Driving Peak Sales Performance
1 Nov, 2005By: Dan Coen
Review by Dan Coen
Driving Peak Sales Performance in Call Centers
By Mary Murcott
Call Center Press, 2005
Do you believe the contact center is a scalable engine that provides great opportunities to increase sales? In Driving Peak Sales Performance in Call Centers, Mary Murcott, founder of Performance Transformations Inc., has written an engrossing 315-page book on this very topic. Her key premise: Your call center is a sales enhancer. There are “hidden opportunities” for additional revenue, if your organization embarks on a strategy of tools and practices for driving large-scale performance improvements.
It is refreshing to have read such a detailed book about the sales and revenue opportunities that contact centers offer companies. I have felt for a long time that the contact center has moved beyond your parent’s center. It is not a cost center designed to simply react to customer complaints. The contact center is a remarkable communication channel of energy and proactive opportunity for companies of all sizes. It is a place where missed opportunities become wins.
By using your people and technology to deliver sales and marketing programs to customers, the contact center can become the pre-eminent lightening rod for your company. I stress to my clients that most contact centers are, by and large, an underutilized function of an organization’s strategic sales and marketing program. Driving Peak Sales Performance in Call Centers provides a roadmap for engineering your contact center the right way by capitalizing on the missed opportunities.
Murcott makes this book easy to read by blending a simple, storytelling writing style with real world charts, graphs and action-plans. In effect, she has mastered the art of teaching while entertaining, which is no small feat. It is refreshing to see a book that talks to the reader, and Murcott has done well. For instance, her blending of teaching and entertaining can be read early on, when she describes the importance of “the Hum” and “the Buzz.”
“The Hum” is the actual sound heard when you enter a contact center. Any contact center manager has knowledge about “sound.” I equate a manager’s knowledge of sound to a chef’s knowledge of the cook’s kitchen. Murcott explains it best: “It is not the sound of managers screaming across a center…. It is not phone reps wandering the floor looking for management… It is not seeing paper airplanes flying across the call center…, rather it is the low-key sound—a real hum—which occurs when service levels are being hit and employees are being very productive but not overworked.”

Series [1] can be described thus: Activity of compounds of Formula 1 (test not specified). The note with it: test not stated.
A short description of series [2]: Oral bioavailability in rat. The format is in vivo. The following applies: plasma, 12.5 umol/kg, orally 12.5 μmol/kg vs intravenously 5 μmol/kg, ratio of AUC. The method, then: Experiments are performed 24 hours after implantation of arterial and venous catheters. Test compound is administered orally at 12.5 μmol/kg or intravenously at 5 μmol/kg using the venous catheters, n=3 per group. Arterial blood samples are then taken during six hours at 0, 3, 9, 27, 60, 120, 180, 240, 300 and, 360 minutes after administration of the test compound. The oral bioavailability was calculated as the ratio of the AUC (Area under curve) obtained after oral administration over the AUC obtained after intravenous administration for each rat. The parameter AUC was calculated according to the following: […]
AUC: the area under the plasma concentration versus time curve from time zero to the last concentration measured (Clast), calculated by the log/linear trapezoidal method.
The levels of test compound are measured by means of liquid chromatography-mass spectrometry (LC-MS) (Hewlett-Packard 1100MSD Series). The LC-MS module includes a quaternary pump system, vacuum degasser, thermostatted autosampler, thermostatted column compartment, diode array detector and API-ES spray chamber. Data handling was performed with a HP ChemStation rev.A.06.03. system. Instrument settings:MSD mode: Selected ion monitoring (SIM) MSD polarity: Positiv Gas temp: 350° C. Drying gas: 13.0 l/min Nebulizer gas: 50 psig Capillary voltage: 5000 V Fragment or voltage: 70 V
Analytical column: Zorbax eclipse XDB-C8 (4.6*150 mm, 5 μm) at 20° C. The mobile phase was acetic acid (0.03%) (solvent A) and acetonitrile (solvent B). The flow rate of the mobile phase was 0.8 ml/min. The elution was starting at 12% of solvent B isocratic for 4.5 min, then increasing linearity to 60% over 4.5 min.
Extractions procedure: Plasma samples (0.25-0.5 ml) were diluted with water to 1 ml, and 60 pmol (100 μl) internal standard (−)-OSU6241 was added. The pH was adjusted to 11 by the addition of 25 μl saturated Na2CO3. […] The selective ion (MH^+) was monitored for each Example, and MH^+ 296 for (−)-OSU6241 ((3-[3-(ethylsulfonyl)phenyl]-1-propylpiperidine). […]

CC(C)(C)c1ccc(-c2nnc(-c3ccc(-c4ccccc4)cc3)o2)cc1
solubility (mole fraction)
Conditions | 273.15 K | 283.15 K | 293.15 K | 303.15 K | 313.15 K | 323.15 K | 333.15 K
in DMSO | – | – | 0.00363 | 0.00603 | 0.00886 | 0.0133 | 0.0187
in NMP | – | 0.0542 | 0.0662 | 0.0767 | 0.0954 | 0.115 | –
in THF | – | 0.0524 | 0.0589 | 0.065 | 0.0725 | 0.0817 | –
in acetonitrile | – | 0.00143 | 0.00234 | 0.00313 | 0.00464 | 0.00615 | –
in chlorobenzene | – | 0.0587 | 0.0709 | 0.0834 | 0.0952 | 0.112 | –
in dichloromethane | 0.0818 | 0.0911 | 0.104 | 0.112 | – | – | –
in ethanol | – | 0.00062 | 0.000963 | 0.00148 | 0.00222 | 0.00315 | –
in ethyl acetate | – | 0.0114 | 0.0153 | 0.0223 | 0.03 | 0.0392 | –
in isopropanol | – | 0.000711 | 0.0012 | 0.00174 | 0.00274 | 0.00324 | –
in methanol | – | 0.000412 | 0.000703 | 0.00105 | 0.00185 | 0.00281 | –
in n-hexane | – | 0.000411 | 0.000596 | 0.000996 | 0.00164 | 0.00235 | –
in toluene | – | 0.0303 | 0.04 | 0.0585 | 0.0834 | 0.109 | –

“The Buzz” is a similar sound only higher, louder and more impacted. It occurs primarily in peak performance sales centers. Murcott makes the case that “the Buzz” is an explosion—that sound of sales makers on the telephone, creating great opportunities for customers and future customers alike. In essence, I see “the Buzz” as a successful “Win-Win” of energy. Great things happening, from contests and awards to meeting and exceed goals. Every contact center manager of a sales center knows that good things happen when “the Buzz” is functioning well.
Driving Peak Sales Performance in Call Centers has an added benefit that makes it a must-read. It is not your typical contact center book because it focuses entirely on a critical area of contact center operations: increasing sales performance and unlocking new sales and revenues programs. Have you noticed how most books focus on service level metrics, benchmarking or management performance? This book touches on those topics, but stresses improving return on investment and revenue through contact center sales and marketing.
Today, so many contact centers consider themselves an inbound shop, or a customer care division. Others view themselves as an outbound sales organization. Those centers miss the key ingredient, which is that the contact center can and should be everything. Each incoming call is a customer “touch,” and that touch should be capitalized on by the contact center. Integrate your touches: direct mail, e-mail, web site, telephone and so much more.
Murcott writes that, “Once you begin to hear ‘the Buzz’ in your call center, you’ll find that the profit from increased sales potential is so compelling, all cost-cutting initiatives pale in comparison.” I second that statement. Too many companies are leaving money on the table. Murcott’s book helps solve the challenge.